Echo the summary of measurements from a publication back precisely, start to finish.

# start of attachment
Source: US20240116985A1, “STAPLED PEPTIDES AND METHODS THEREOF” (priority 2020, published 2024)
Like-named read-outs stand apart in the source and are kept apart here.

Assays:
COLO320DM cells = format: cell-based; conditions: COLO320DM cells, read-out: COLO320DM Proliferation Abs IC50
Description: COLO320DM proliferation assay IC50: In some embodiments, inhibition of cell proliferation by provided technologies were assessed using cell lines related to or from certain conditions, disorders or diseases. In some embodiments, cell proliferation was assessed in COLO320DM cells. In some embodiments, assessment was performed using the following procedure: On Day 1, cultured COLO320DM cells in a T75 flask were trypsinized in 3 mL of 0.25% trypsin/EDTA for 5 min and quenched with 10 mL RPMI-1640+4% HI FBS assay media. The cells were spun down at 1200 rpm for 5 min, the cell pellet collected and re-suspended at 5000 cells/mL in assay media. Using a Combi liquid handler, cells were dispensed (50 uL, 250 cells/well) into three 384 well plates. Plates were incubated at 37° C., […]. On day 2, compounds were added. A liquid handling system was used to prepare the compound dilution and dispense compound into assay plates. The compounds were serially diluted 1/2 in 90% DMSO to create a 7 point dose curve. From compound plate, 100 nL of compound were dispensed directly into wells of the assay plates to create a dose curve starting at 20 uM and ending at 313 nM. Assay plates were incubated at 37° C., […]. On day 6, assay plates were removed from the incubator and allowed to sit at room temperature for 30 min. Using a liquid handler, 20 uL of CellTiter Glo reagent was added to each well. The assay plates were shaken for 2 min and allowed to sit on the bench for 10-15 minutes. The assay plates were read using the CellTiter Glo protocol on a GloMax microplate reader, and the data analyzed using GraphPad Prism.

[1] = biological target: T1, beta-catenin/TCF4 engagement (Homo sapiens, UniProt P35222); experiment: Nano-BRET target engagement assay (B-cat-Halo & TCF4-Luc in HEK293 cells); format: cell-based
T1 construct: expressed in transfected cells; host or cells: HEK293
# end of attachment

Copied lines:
Source: US20240116985A1, “STAPLED PEPTIDES AND METHODS THEREOF” (priority 2020, published 2024)
Like-named read-outs stand apart in the source and are kept apart here.

Assays:
COLO320DM cells = format: cell-based; conditions: COLO320DM cells, read-out: COLO320DM Proliferation Abs IC50
Description: COLO320DM proliferation assay IC50: In some embodiments, inhibition of cell proliferation by provided technologies were assessed using cell lines related to or from certain conditions, disorders or diseases. In some embodiments, cell proliferation was assessed in COLO320DM cells. In some embodiments, assessment was performed using the following procedure: On Day 1, cultured COLO320DM cells in a T75 flask were trypsinized in 3 mL of 0.25% trypsin/EDTA for 5 min and quenched with 10 mL RPMI-1640+4% HI FBS assay media. The cells were spun down at 1200 rpm for 5 min, the cell pellet collected and re-suspended at 5000 cells/mL in assay media. Using a Combi liquid handler, cells were dispensed (50 uL, 250 cells/well) into three 384 well plates. Plates were incubated at 37° C., […]. On day 2, compounds were added. A liquid handling system was used to prepare the compound dilution and dispense compound into assay plates. The compounds were serially diluted 1/2 in 90% DMSO to create a 7 point dose curve. From compound plate, 100 nL of compound were dispensed directly into wells of the assay plates to create a dose curve starting at 20 uM and ending at 313 nM. Assay plates were incubated at 37° C., […]. On day 6, assay plates were removed from the incubator and allowed to sit at room temperature for 30 min. Using a liquid handler, 20 uL of CellTiter Glo reagent was added to each well. The assay plates were shaken for 2 min and allowed to sit on the bench for 10-15 minutes. The assay plates were read using the CellTiter Glo protocol on a GloMax microplate reader, and the data analyzed using GraphPad Prism.

[1] = biological target: T1, beta-catenin/TCF4 engagement (Homo sapiens, UniProt P35222); experiment: Nano-BRET target engagement assay (B-cat-Halo & TCF4-Luc in HEK293 cells); format: cell-based
T1 construct: expressed in transfected cells; host or cells: HEK293